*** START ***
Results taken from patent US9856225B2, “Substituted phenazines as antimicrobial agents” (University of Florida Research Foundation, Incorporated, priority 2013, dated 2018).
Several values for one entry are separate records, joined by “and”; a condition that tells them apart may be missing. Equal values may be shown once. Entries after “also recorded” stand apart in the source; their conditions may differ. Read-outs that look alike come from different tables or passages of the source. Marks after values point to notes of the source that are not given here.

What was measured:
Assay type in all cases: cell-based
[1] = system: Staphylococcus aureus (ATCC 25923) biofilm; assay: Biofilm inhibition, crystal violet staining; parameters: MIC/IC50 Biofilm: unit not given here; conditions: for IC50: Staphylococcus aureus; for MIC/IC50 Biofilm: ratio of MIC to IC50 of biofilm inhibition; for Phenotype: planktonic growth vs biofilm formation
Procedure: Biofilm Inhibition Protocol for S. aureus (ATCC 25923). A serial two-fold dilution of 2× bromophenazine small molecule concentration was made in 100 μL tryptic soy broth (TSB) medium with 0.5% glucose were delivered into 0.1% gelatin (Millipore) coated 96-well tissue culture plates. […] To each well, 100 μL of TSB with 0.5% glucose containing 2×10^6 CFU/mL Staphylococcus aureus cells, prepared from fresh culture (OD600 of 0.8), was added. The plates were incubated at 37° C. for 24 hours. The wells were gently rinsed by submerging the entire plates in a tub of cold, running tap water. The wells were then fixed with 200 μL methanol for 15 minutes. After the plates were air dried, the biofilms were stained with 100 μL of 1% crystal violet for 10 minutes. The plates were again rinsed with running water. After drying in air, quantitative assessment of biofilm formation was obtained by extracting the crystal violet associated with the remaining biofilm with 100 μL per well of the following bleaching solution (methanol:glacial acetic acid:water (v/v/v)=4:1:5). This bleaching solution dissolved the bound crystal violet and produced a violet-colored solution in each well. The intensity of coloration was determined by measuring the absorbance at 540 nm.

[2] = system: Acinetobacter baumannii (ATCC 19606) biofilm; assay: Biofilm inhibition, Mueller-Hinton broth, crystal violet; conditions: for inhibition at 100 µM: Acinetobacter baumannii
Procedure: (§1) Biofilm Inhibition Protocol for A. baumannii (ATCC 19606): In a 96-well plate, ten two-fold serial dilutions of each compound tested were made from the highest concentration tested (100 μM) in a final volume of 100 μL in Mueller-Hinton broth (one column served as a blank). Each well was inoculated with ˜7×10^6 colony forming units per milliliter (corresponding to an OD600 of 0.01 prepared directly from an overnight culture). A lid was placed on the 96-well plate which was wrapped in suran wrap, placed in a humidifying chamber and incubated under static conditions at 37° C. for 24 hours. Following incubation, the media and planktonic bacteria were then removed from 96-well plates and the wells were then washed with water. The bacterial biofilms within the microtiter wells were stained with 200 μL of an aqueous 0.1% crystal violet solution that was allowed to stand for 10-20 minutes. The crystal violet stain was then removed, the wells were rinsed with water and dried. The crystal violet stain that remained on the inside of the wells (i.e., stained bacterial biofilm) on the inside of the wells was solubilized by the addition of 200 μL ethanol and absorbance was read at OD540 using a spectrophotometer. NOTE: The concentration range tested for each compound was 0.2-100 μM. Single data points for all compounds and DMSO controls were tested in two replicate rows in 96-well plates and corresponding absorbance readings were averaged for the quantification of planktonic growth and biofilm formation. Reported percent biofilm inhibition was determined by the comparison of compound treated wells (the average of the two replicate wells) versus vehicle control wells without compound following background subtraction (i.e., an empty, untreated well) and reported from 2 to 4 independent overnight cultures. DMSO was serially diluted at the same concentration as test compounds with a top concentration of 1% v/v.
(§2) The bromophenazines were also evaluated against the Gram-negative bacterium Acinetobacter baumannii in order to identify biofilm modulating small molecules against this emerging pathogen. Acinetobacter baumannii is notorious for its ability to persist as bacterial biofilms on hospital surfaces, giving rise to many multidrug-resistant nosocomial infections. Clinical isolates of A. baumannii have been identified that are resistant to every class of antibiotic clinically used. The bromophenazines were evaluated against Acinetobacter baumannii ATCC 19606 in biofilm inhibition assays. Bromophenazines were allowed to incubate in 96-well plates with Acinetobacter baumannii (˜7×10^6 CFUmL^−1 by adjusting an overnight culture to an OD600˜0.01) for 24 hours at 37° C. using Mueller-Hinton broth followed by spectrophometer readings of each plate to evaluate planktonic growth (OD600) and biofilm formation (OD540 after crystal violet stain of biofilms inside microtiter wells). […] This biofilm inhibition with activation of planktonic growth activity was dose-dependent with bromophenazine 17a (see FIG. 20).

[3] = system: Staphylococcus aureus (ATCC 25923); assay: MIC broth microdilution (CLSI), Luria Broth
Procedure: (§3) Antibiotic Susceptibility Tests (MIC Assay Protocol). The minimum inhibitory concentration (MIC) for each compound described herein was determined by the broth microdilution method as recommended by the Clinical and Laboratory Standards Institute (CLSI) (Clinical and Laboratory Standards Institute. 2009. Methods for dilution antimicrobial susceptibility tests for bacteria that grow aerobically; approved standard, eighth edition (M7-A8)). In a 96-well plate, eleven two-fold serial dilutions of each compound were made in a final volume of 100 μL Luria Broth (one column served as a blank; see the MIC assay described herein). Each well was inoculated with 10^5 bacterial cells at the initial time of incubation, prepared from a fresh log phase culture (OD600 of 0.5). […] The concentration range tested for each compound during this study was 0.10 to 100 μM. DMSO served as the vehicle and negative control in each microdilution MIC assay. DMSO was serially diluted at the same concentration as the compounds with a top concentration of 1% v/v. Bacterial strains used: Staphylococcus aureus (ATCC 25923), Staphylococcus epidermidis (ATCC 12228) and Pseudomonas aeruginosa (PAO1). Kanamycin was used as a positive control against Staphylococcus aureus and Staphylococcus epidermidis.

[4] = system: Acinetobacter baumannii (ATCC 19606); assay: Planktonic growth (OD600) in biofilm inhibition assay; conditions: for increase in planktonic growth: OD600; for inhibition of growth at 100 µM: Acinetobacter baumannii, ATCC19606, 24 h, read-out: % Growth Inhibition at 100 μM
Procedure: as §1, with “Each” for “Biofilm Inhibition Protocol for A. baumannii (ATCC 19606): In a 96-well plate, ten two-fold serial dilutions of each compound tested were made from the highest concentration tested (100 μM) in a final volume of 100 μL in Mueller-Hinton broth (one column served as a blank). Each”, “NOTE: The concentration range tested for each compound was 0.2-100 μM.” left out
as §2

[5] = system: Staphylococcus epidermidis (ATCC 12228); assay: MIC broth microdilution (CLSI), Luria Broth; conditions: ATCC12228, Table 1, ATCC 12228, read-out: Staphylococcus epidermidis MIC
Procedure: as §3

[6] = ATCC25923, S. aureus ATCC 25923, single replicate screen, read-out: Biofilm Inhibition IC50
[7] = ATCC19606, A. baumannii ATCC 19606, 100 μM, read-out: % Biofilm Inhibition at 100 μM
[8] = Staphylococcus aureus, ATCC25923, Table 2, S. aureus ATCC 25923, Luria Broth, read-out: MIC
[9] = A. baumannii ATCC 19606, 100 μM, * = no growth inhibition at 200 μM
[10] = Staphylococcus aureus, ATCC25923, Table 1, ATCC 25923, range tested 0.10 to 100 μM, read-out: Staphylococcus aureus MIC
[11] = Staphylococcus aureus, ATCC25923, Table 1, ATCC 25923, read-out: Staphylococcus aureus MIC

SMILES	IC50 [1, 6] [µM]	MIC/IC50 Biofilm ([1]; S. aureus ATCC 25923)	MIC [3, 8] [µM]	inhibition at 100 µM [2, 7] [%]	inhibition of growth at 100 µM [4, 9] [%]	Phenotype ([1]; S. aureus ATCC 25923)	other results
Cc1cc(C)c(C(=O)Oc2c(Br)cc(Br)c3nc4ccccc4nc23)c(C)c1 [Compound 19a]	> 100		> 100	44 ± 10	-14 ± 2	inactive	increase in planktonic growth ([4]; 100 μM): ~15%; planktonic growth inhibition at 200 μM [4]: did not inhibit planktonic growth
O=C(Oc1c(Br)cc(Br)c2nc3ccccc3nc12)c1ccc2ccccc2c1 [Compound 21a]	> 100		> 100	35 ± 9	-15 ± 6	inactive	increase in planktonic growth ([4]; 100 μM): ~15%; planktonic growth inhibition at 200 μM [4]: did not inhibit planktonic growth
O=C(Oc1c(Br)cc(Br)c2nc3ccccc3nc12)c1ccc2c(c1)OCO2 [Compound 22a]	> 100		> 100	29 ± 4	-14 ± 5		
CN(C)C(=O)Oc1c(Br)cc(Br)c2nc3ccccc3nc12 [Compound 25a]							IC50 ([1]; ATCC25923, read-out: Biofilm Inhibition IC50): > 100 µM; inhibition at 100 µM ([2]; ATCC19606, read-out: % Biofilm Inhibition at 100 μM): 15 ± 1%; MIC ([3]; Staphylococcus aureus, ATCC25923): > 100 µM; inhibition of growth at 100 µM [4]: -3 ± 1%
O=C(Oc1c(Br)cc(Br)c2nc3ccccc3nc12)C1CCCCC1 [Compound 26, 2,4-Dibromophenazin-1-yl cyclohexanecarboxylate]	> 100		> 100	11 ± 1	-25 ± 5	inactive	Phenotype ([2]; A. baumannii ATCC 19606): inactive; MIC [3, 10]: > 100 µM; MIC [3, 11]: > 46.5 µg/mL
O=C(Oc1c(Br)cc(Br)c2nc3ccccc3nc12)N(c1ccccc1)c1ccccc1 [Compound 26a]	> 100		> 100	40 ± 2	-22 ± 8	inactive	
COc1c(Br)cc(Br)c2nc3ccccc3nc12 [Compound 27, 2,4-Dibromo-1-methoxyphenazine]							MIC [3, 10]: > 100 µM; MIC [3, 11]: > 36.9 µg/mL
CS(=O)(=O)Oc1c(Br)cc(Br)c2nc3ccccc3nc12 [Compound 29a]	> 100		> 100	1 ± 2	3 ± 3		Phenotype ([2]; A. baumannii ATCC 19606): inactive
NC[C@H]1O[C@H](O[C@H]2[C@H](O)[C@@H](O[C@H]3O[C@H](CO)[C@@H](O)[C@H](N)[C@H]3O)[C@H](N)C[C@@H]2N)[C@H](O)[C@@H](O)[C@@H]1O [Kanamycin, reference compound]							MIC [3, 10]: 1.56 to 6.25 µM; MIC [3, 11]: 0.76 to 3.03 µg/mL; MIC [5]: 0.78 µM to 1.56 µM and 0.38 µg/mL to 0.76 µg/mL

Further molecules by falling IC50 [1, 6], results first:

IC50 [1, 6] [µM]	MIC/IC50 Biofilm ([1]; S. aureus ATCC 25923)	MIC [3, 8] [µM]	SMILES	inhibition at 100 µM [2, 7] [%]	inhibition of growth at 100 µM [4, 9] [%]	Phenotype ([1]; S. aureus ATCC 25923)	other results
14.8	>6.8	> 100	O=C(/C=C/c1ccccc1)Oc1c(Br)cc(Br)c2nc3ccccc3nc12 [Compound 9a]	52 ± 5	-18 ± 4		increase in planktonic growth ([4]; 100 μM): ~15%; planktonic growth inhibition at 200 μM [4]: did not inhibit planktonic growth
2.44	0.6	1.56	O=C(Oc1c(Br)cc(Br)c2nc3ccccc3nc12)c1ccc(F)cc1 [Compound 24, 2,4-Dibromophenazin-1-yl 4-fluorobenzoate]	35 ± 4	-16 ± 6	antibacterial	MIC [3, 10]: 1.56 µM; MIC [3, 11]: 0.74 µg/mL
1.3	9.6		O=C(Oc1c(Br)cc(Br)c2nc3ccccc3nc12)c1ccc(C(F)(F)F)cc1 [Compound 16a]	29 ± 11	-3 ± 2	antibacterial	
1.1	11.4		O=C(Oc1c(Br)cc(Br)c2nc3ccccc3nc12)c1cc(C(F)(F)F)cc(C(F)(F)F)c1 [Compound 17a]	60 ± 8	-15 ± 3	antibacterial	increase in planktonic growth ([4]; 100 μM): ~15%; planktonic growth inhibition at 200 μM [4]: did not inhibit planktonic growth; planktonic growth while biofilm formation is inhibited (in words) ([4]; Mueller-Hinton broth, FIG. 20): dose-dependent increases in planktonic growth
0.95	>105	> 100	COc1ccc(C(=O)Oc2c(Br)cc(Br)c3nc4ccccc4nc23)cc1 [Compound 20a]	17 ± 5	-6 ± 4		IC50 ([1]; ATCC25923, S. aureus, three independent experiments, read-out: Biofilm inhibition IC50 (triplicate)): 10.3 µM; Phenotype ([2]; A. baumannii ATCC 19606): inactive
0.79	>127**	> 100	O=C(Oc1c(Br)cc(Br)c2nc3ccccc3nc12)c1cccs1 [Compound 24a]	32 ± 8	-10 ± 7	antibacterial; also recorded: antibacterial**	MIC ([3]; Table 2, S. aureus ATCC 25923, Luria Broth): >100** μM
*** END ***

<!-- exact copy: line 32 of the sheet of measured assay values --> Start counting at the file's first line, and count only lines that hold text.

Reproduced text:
NC[C@H]1O[C@H](O[C@H]2[C@H](O)[C@@H](O[C@H]3O[C@H](CO)[C@@H](O)[C@H](N)[C@H]3O)[C@H](N)C[C@@H]2N)[C@H](O)[C@@H](O)[C@@H]1O [Kanamycin, reference compound]							MIC [3, 10]: 1.56 to 6.25 µM; MIC [3, 11]: 0.76 to 3.03 µg/mL; MIC [5]: 0.78 µM to 1.56 µM and 0.38 µg/mL to 0.76 µg/mL